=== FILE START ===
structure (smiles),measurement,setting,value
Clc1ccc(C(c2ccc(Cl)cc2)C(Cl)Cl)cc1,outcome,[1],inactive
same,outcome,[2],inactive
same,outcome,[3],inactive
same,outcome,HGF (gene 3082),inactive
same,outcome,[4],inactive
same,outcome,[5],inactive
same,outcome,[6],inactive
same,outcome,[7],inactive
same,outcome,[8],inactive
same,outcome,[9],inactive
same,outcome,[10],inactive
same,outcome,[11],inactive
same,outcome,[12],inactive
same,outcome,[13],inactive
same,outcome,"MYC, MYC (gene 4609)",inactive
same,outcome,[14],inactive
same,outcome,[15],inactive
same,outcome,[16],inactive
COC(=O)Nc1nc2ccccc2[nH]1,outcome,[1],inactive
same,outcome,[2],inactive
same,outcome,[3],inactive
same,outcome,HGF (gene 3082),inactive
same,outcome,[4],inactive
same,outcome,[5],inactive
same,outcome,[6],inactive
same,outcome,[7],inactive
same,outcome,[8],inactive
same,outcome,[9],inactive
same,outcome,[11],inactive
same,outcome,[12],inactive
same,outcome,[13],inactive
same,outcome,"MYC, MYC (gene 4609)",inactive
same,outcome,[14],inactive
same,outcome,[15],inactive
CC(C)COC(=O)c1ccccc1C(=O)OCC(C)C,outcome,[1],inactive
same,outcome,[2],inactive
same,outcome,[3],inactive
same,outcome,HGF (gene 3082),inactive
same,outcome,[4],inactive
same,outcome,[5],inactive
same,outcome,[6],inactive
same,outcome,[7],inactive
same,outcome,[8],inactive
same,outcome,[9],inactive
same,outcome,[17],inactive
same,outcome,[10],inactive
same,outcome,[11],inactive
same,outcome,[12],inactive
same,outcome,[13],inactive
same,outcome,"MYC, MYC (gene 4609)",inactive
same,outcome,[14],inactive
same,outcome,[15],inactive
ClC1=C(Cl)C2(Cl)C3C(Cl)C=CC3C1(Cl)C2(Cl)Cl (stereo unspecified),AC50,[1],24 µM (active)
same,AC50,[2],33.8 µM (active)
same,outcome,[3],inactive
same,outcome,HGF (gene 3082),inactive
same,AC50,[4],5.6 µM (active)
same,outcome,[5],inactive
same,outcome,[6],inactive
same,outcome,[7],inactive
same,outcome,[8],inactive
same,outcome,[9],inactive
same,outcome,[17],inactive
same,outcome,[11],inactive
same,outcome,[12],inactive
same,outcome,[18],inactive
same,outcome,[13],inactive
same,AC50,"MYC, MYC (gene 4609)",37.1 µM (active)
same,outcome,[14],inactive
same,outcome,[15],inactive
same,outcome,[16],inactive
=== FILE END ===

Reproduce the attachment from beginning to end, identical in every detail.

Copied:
structure (smiles),measurement,setting,value
Clc1ccc(C(c2ccc(Cl)cc2)C(Cl)Cl)cc1,outcome,[1],inactive
same,outcome,[2],inactive
same,outcome,[3],inactive
same,outcome,HGF (gene 3082),inactive
same,outcome,[4],inactive
same,outcome,[5],inactive
same,outcome,[6],inactive
same,outcome,[7],inactive
same,outcome,[8],inactive
same,outcome,[9],inactive
same,outcome,[10],inactive
same,outcome,[11],inactive
same,outcome,[12],inactive
same,outcome,[13],inactive
same,outcome,"MYC, MYC (gene 4609)",inactive
same,outcome,[14],inactive
same,outcome,[15],inactive
same,outcome,[16],inactive
COC(=O)Nc1nc2ccccc2[nH]1,outcome,[1],inactive
same,outcome,[2],inactive
same,outcome,[3],inactive
same,outcome,HGF (gene 3082),inactive
same,outcome,[4],inactive
same,outcome,[5],inactive
same,outcome,[6],inactive
same,outcome,[7],inactive
same,outcome,[8],inactive
same,outcome,[9],inactive
same,outcome,[11],inactive
same,outcome,[12],inactive
same,outcome,[13],inactive
same,outcome,"MYC, MYC (gene 4609)",inactive
same,outcome,[14],inactive
same,outcome,[15],inactive
CC(C)COC(=O)c1ccccc1C(=O)OCC(C)C,outcome,[1],inactive
same,outcome,[2],inactive
same,outcome,[3],inactive
same,outcome,HGF (gene 3082),inactive
same,outcome,[4],inactive
same,outcome,[5],inactive
same,outcome,[6],inactive
same,outcome,[7],inactive
same,outcome,[8],inactive
same,outcome,[9],inactive
same,outcome,[17],inactive
same,outcome,[10],inactive
same,outcome,[11],inactive
same,outcome,[12],inactive
same,outcome,[13],inactive
same,outcome,"MYC, MYC (gene 4609)",inactive
same,outcome,[14],inactive
same,outcome,[15],inactive
ClC1=C(Cl)C2(Cl)C3C(Cl)C=CC3C1(Cl)C2(Cl)Cl (stereo unspecified),AC50,[1],24 µM (active)
same,AC50,[2],33.8 µM (active)
same,outcome,[3],inactive
same,outcome,HGF (gene 3082),inactive
same,AC50,[4],5.6 µM (active)
same,outcome,[5],inactive
same,outcome,[6],inactive
same,outcome,[7],inactive
same,outcome,[8],inactive
same,outcome,[9],inactive
same,outcome,[17],inactive
same,outcome,[11],inactive
same,outcome,[12],inactive
same,outcome,[18],inactive
same,outcome,[13],inactive
same,AC50,"MYC, MYC (gene 4609)",37.1 µM (active)
same,outcome,[14],inactive
same,outcome,[15],inactive
same,outcome,[16],inactive